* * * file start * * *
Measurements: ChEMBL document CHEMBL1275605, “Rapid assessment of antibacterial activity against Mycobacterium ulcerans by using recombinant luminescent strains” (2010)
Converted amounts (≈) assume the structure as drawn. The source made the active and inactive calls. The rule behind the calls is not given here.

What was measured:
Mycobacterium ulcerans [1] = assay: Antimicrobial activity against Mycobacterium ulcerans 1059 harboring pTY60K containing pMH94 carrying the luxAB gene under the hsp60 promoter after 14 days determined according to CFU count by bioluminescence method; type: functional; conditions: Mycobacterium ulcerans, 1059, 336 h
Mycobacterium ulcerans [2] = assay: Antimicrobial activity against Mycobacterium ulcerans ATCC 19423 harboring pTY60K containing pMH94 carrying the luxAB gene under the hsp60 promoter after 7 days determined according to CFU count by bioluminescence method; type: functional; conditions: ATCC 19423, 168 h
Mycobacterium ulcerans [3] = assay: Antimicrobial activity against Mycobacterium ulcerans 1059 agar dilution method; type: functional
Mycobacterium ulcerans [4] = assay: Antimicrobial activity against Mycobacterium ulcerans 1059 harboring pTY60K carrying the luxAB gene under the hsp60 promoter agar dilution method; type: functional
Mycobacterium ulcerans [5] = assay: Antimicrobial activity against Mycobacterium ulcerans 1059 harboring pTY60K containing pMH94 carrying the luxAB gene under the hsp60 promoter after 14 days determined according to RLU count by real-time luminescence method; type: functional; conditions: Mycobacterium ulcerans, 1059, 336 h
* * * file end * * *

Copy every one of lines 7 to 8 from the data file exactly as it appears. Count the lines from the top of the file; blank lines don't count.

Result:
Mycobacterium ulcerans [4] = assay: Antimicrobial activity against Mycobacterium ulcerans 1059 harboring pTY60K carrying the luxAB gene under the hsp60 promoter agar dilution method; type: functional
Mycobacterium ulcerans [5] = assay: Antimicrobial activity against Mycobacterium ulcerans 1059 harboring pTY60K containing pMH94 carrying the luxAB gene under the hsp60 promoter after 14 days determined according to RLU count by real-time luminescence method; type: functional; conditions: Mycobacterium ulcerans, 1059, 336 h